From left: Los Angeles-area architects Eric Kahn and Russell Thomsen. Photo by Ryan E. Smith
At AJU on Sunday, the proposal was described by some in the audience of about 50 people as ingenious, while others saw it as unsettling — and some expressed both in the same stream of thought.
When asked about how barring access to the site of one of history’s most heinous crimes might bolster Holocaust deniers, Kahn pointed to the many other venues around the world, such as the United States Holocaust Memorial Museum in Washington, D.C., that offer proof of what happened in other ways and formats.
But Thomsen, a Pasadena resident who is not Jewish, admitted, “It’s something that we’ve been grappling with.”
Many in the audience struggled against the idea of not being able to visit the site firsthand, indicating that nothing can compare as one attempts to comprehend the magnitude of what happened in the Holocaust. Others urged that preservation efforts for what remains must be paramount.
Kahn responded, “What we’re trying to imagine is a day when the evidence of those buildings is not there and can no longer be conserved.
“That day is not today,” he continued. “We understand that that day will come.”
The panel discussion was presented by the Sigi Ziering Institute at AJU. It featured Michael Berenbaum, director of the institute and an AJU professor of Jewish studies, as well as Jeffrey Kipnis, architecture professor at Ohio State University, and Mark Smith, a local architect and historian.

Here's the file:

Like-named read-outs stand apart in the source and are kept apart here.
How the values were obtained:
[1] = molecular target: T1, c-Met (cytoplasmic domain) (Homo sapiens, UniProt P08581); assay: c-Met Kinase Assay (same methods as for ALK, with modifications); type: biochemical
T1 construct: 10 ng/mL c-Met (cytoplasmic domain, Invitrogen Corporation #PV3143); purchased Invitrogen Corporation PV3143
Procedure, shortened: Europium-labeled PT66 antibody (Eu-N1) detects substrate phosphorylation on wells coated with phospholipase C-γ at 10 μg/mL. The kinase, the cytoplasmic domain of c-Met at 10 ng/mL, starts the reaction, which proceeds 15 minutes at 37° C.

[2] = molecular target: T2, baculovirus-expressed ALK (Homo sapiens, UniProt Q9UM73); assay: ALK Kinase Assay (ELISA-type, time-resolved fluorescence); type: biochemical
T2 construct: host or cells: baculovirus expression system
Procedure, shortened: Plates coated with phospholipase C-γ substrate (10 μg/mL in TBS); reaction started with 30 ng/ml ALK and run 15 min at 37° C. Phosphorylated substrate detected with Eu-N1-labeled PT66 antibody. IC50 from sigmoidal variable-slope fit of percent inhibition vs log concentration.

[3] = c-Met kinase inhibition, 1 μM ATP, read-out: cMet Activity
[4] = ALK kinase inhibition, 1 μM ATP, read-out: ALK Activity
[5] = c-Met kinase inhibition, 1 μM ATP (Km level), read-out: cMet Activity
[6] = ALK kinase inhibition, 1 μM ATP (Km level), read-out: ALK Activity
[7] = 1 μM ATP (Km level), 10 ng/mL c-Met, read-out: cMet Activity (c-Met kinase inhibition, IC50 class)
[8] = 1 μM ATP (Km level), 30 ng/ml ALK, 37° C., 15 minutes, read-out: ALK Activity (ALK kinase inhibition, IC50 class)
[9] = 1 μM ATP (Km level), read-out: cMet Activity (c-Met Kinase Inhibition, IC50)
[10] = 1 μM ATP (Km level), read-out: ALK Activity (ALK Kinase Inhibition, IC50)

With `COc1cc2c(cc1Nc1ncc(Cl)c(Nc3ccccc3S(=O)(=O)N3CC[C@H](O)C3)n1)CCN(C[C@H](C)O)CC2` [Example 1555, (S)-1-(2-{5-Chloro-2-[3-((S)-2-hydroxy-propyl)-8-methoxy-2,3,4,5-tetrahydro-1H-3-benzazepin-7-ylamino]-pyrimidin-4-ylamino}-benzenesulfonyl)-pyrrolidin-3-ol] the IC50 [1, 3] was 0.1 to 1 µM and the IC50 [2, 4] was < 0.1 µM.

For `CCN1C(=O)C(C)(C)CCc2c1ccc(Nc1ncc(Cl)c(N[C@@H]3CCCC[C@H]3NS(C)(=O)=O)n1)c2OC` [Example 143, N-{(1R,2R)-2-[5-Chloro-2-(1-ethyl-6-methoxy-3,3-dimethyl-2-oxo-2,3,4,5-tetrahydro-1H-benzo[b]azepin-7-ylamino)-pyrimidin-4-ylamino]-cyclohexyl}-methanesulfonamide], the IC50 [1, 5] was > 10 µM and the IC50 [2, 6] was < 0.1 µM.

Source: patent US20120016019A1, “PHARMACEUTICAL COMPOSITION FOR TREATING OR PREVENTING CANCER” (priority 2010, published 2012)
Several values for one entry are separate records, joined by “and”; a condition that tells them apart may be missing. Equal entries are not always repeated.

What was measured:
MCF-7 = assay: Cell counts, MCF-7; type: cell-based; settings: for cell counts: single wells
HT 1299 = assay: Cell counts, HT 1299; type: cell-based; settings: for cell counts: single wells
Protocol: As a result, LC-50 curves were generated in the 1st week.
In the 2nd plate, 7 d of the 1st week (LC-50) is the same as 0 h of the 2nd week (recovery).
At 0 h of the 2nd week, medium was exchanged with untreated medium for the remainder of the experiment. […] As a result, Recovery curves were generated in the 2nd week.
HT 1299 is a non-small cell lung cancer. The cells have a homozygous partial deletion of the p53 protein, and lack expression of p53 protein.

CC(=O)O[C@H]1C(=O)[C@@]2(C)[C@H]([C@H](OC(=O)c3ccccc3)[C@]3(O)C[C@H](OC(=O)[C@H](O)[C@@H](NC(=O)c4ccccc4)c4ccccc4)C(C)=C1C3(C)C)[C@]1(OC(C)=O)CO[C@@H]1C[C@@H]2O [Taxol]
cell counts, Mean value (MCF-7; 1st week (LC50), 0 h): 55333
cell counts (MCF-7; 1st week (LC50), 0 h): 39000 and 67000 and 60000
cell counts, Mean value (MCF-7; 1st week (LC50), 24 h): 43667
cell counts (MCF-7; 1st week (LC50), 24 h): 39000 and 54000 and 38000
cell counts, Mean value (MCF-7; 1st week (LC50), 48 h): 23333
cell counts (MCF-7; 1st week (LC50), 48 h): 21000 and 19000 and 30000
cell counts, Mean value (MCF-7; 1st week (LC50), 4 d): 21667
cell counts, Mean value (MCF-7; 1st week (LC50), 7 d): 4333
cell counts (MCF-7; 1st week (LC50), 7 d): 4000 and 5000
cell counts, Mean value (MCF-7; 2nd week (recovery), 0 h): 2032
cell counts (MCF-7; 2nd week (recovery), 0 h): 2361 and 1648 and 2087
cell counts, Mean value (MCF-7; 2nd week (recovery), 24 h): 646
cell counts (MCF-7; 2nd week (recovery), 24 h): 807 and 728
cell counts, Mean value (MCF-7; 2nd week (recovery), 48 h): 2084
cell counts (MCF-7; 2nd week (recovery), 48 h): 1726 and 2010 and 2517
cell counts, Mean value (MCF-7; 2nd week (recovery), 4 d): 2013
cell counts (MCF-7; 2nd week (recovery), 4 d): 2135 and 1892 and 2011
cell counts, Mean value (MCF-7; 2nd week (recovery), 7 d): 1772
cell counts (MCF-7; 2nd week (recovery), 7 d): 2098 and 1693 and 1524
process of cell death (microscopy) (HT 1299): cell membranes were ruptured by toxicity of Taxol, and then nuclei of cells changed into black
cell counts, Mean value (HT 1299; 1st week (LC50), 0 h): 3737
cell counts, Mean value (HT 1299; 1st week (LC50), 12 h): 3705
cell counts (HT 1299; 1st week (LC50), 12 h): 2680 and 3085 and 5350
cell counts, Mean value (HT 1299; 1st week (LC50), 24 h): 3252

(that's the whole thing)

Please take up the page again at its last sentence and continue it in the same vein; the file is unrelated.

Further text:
Berenbaum, who was project director of the creation of the U.S. Holocaust Memorial Museum, called the architects’ plans “enormously intriguing — wrong, but intriguing.”
He offered some of his own ideas about how to deal with the camp, including creating infrastructure for visitors — parking lots, bathrooms, dining facilities — at a neutral location away from Auschwitz I, which receives the bulk of travelers and is sacred to Poles. That, he said, would encourage more people to visit Birkenau, which he called the largest Jewish cemetery in the world.
Berenbaum’s other suggestions included integrating recorded histories of survivors at the site, and returning artifacts to Birkenau that have migrated to exhibits at the base camp.
“The most powerful things at Auschwitz I come from Birkenau,” he said. “The things you remember, the things that send chills up and down your spine — the shoes, the hair the suitcases, [and other items] — all of this is material that was taken from Auschwitz II and brought to Auschwitz I.”
Paula Lebovics, an Auschwitz survivor present at the discussion, said she had been liberated from the camp 68 years ago to the day. The 79-year-old Encino resident was 11 at the time. She stressed the importance of preserving something from the actual site.
“I think they have to keep something — [even] if it’s the brick from the chimneys … — and preserve voices,” she said.
For now, though, Lebovics has something more to offer: her own story.
“I’m here,” she told the audience. “My time wasn’t up.”